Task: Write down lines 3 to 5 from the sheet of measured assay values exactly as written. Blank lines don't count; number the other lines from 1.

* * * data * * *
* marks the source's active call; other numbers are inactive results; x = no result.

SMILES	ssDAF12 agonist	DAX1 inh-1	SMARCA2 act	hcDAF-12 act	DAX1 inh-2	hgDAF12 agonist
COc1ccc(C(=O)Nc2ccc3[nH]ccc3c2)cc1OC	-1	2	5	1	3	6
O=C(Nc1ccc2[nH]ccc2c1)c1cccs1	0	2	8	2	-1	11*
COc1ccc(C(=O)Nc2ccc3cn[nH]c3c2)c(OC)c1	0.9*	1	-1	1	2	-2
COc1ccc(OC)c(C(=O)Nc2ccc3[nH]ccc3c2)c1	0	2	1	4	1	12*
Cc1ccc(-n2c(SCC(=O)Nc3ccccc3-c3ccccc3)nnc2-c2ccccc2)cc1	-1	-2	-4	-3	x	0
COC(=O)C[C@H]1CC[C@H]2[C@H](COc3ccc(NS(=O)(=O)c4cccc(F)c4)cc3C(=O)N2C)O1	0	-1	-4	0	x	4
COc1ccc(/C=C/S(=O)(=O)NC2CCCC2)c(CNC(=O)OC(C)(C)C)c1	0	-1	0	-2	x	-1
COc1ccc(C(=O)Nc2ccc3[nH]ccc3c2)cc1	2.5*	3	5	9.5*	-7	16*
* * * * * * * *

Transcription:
COc1ccc(C(=O)Nc2ccc3[nH]ccc3c2)cc1OC	-1	2	5	1	3	6
O=C(Nc1ccc2[nH]ccc2c1)c1cccs1	0	2	8	2	-1	11*
COc1ccc(C(=O)Nc2ccc3cn[nH]c3c2)c(OC)c1	0.9*	1	-1	1	2	-2